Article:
I can’t believe they won’t do that for me.  If they really loved me they would.  But that is not love.
Dallas says, “Love is not the same thing as desire, for I may desire something without even wishing it well, much less willing its good. I might desire a chocolate ice cream cone, for example. But I do not wish it well; I wish to eat it. This is the difference between lust (mere desire) and love, as between a man and a woman. Desire and love are, of course, compatible when desire is ruled by love; but most peop…

“Feelings are, with a few exceptions, good servants. But they are disastrous masters.”

A thought by Dallas Willard (2014-02-01) from his book, Renovation of the Heart: PuttingOn the Character of Christ (p. 122). NavPress. Kindle Edition. (Click on the title to go to Amazon.com to buy the book.)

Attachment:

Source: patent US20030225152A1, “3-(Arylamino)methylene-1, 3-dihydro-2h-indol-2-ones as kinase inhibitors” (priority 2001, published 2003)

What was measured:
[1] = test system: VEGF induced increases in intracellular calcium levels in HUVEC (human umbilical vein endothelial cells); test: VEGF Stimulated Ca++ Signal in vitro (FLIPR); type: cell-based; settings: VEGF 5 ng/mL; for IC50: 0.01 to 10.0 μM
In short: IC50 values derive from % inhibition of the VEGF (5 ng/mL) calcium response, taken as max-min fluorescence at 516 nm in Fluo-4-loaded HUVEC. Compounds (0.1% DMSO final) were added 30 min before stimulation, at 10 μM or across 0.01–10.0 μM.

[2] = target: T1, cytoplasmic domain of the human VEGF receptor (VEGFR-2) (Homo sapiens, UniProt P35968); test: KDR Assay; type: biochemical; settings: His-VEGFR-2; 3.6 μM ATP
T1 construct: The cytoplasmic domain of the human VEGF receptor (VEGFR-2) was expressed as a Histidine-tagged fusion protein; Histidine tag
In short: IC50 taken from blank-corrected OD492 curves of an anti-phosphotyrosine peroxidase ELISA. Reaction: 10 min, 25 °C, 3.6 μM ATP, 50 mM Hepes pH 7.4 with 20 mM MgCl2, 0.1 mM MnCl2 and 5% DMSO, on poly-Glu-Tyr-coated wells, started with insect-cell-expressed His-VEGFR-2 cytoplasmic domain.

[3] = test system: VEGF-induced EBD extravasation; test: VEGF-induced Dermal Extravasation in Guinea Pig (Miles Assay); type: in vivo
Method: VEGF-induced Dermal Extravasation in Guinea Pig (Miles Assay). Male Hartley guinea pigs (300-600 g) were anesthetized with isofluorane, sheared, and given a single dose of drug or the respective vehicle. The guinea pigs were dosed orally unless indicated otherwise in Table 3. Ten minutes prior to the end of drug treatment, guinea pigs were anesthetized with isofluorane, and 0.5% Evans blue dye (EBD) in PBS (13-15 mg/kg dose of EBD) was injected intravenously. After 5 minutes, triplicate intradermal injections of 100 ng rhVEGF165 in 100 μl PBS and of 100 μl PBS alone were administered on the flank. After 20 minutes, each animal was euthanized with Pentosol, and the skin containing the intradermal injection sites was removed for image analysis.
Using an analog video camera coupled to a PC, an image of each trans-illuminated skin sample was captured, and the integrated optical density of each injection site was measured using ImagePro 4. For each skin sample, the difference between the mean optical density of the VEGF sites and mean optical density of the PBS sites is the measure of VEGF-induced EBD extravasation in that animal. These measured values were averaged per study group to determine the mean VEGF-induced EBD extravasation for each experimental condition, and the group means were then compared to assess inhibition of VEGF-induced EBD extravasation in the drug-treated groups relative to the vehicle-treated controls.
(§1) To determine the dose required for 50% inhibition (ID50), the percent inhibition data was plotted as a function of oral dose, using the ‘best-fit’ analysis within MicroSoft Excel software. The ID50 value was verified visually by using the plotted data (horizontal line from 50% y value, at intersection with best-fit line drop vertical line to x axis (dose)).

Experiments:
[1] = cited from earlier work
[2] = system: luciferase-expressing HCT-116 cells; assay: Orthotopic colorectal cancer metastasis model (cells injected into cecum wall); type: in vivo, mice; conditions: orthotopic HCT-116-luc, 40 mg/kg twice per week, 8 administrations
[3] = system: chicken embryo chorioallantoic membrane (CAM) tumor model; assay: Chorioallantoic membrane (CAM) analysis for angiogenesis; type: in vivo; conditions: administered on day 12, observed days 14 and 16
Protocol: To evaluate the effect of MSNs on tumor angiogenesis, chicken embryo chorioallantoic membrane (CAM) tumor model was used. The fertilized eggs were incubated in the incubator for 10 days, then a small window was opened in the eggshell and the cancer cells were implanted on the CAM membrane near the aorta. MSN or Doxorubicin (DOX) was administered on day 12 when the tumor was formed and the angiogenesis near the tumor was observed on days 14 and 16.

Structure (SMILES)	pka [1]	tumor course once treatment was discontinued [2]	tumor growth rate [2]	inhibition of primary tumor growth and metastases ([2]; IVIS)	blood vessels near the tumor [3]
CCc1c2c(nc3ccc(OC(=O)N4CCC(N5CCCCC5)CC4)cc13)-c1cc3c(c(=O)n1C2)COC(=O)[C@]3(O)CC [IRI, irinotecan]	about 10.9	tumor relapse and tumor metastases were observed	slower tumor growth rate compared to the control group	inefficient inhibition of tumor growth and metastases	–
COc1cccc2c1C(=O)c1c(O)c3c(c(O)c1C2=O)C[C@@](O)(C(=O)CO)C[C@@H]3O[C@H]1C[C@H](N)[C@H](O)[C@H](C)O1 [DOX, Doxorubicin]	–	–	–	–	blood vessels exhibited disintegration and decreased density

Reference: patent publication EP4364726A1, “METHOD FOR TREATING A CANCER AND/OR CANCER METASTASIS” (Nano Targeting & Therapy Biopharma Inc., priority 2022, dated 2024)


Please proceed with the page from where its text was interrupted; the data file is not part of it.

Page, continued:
And so many in this day have let our feeling be our masters.  What do I feel like eating?  What do I feel like doing?  I feel like they slighted me.  I don’t feel like going to church today.  I don’t feel like doing what is right.  I just don’t feel like it.  Our feelings too many times have become our masters and that can be disastrous.
This is so important to realize.  Dallas says, “In a situation such as today, by contrast, where people constantly have— or think they have— to decide what to do, they will almost invariably be governed by feelings. Often they cannot distinguish between their feelings and their will, and in their confusion they also quite commonly take feelings to be reasons. And they will in general lack any significant degree of self-control. This will turn their…

“You cannot choose conditions and reject the consequences.”

A thought by Dallas Willard (2014-02-01) from his book, Renovation of the Heart: PuttingOn the Character of Christ (p. 111). NavPress. Kindle Edition. (Click on the title to go to Amazon.com to buy the book.)